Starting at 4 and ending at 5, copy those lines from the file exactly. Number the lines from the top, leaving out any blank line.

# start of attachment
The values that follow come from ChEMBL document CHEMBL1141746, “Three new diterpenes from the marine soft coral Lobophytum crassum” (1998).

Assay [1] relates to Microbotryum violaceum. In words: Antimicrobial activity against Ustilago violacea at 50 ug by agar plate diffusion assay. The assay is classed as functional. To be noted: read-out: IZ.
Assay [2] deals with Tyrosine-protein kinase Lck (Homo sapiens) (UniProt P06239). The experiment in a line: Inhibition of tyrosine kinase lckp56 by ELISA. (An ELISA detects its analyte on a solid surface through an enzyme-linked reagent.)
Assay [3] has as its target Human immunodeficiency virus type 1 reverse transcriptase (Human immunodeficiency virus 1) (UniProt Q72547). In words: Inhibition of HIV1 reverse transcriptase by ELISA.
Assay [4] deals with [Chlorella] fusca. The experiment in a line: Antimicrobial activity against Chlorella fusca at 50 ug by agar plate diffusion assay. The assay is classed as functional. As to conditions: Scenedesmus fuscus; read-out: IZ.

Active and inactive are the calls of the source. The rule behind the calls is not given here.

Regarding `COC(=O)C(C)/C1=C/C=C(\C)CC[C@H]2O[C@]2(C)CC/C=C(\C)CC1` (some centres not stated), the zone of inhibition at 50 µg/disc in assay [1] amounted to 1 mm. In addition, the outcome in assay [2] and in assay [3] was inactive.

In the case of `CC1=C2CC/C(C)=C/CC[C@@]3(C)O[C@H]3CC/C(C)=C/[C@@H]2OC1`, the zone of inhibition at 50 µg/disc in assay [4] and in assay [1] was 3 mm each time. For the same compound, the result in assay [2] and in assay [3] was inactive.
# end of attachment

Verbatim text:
Assay [3] has as its target Human immunodeficiency virus type 1 reverse transcriptase (Human immunodeficiency virus 1) (UniProt Q72547). In words: Inhibition of HIV1 reverse transcriptase by ELISA.
Assay [4] deals with [Chlorella] fusca. The experiment in a line: Antimicrobial activity against Chlorella fusca at 50 ug by agar plate diffusion assay. The assay is classed as functional. As to conditions: Scenedesmus fuscus; read-out: IZ.